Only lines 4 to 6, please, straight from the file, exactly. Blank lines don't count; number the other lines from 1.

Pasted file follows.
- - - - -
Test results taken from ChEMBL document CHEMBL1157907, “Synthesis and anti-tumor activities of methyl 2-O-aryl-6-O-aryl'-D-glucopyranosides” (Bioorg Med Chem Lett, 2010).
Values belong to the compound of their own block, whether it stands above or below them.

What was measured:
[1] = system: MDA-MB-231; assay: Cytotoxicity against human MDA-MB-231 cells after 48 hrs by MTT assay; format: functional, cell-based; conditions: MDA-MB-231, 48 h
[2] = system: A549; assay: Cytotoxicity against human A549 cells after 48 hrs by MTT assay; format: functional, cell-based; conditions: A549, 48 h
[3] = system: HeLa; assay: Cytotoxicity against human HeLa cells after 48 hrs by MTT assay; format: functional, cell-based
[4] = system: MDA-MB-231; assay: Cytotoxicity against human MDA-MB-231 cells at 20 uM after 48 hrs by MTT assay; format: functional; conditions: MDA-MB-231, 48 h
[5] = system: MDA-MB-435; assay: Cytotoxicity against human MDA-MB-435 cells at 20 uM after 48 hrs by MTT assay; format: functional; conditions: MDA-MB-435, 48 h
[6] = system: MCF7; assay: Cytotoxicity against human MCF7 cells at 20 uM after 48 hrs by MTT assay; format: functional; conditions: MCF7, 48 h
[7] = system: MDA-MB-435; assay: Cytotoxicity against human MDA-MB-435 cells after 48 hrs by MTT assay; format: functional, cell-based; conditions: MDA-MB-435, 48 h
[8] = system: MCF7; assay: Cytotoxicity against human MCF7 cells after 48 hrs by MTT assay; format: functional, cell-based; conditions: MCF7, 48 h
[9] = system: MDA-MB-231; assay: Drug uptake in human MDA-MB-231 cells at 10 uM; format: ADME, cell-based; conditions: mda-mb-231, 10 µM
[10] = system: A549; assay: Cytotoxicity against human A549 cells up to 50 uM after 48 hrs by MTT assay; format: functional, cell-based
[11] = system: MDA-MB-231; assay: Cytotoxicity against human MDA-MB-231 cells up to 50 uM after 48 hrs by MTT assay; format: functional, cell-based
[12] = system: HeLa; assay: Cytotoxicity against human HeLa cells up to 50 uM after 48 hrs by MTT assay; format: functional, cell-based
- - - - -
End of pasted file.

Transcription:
[1] = system: MDA-MB-231; assay: Cytotoxicity against human MDA-MB-231 cells after 48 hrs by MTT assay; format: functional, cell-based; conditions: MDA-MB-231, 48 h
[2] = system: A549; assay: Cytotoxicity against human A549 cells after 48 hrs by MTT assay; format: functional, cell-based; conditions: A549, 48 h
[3] = system: HeLa; assay: Cytotoxicity against human HeLa cells after 48 hrs by MTT assay; format: functional, cell-based